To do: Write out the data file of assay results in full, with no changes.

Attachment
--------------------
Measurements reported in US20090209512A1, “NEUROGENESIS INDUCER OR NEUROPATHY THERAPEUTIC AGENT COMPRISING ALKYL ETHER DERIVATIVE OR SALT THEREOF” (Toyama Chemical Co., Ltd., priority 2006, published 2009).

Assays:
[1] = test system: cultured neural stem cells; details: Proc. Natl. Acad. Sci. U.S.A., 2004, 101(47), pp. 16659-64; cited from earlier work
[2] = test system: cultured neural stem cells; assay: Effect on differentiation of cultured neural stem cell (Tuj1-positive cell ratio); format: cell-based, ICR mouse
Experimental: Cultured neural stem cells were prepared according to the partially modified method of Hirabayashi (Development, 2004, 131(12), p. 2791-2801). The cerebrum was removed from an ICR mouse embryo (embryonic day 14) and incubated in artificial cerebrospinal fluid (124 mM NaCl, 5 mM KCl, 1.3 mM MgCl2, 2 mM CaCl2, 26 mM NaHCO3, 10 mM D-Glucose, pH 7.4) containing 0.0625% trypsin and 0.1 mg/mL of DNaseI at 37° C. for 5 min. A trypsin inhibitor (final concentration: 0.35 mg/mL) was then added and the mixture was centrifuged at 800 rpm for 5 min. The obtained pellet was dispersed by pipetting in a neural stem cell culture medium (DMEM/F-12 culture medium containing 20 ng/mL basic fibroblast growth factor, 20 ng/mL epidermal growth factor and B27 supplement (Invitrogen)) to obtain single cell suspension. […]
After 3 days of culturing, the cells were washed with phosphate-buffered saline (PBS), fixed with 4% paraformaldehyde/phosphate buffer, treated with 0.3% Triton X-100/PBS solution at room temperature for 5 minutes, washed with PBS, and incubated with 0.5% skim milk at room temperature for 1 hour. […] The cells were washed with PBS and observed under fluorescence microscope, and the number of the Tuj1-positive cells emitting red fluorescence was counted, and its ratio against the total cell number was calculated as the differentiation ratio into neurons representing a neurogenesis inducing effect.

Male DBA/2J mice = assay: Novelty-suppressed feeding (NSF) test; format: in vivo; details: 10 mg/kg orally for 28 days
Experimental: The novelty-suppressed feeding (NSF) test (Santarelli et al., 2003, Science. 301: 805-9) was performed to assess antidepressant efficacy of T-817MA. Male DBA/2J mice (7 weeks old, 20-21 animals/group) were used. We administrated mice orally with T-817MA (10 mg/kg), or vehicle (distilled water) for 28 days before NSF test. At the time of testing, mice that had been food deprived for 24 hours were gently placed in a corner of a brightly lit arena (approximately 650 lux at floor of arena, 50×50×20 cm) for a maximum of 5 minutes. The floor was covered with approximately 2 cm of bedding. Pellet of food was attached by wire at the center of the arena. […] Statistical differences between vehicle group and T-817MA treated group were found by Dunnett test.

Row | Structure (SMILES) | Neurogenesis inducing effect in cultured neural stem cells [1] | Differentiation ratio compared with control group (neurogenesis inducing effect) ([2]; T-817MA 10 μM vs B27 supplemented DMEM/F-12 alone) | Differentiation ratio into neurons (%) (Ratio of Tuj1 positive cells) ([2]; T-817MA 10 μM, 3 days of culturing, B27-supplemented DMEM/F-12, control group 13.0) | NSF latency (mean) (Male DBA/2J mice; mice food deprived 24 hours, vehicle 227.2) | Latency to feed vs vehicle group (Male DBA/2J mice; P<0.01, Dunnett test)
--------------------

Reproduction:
Measurements reported in US20090209512A1, “NEUROGENESIS INDUCER OR NEUROPATHY THERAPEUTIC AGENT COMPRISING ALKYL ETHER DERIVATIVE OR SALT THEREOF” (Toyama Chemical Co., Ltd., priority 2006, published 2009).

Assays:
[1] = test system: cultured neural stem cells; details: Proc. Natl. Acad. Sci. U.S.A., 2004, 101(47), pp. 16659-64; cited from earlier work
[2] = test system: cultured neural stem cells; assay: Effect on differentiation of cultured neural stem cell (Tuj1-positive cell ratio); format: cell-based, ICR mouse
Experimental: Cultured neural stem cells were prepared according to the partially modified method of Hirabayashi (Development, 2004, 131(12), p. 2791-2801). The cerebrum was removed from an ICR mouse embryo (embryonic day 14) and incubated in artificial cerebrospinal fluid (124 mM NaCl, 5 mM KCl, 1.3 mM MgCl2, 2 mM CaCl2, 26 mM NaHCO3, 10 mM D-Glucose, pH 7.4) containing 0.0625% trypsin and 0.1 mg/mL of DNaseI at 37° C. for 5 min. A trypsin inhibitor (final concentration: 0.35 mg/mL) was then added and the mixture was centrifuged at 800 rpm for 5 min. The obtained pellet was dispersed by pipetting in a neural stem cell culture medium (DMEM/F-12 culture medium containing 20 ng/mL basic fibroblast growth factor, 20 ng/mL epidermal growth factor and B27 supplement (Invitrogen)) to obtain single cell suspension. […]
After 3 days of culturing, the cells were washed with phosphate-buffered saline (PBS), fixed with 4% paraformaldehyde/phosphate buffer, treated with 0.3% Triton X-100/PBS solution at room temperature for 5 minutes, washed with PBS, and incubated with 0.5% skim milk at room temperature for 1 hour. […] The cells were washed with PBS and observed under fluorescence microscope, and the number of the Tuj1-positive cells emitting red fluorescence was counted, and its ratio against the total cell number was calculated as the differentiation ratio into neurons representing a neurogenesis inducing effect.

Male DBA/2J mice = assay: Novelty-suppressed feeding (NSF) test; format: in vivo; details: 10 mg/kg orally for 28 days
Experimental: The novelty-suppressed feeding (NSF) test (Santarelli et al., 2003, Science. 301: 805-9) was performed to assess antidepressant efficacy of T-817MA. Male DBA/2J mice (7 weeks old, 20-21 animals/group) were used. We administrated mice orally with T-817MA (10 mg/kg), or vehicle (distilled water) for 28 days before NSF test. At the time of testing, mice that had been food deprived for 24 hours were gently placed in a corner of a brightly lit arena (approximately 650 lux at floor of arena, 50×50×20 cm) for a maximum of 5 minutes. The floor was covered with approximately 2 cm of bedding. Pellet of food was attached by wire at the center of the arena. […] Statistical differences between vehicle group and T-817MA treated group were found by Dunnett test.

Row | Structure (SMILES) | Neurogenesis inducing effect in cultured neural stem cells [1] | Differentiation ratio compared with control group (neurogenesis inducing effect) ([2]; T-817MA 10 μM vs B27 supplemented DMEM/F-12 alone) | Differentiation ratio into neurons (%) (Ratio of Tuj1 positive cells) ([2]; T-817MA 10 μM, 3 days of culturing, B27-supplemented DMEM/F-12, control group 13.0) | NSF latency (mean) (Male DBA/2J mice; mice food deprived 24 hours, vehicle 227.2) | Latency to feed vs vehicle group (Male DBA/2J mice; P<0.01, Dunnett test)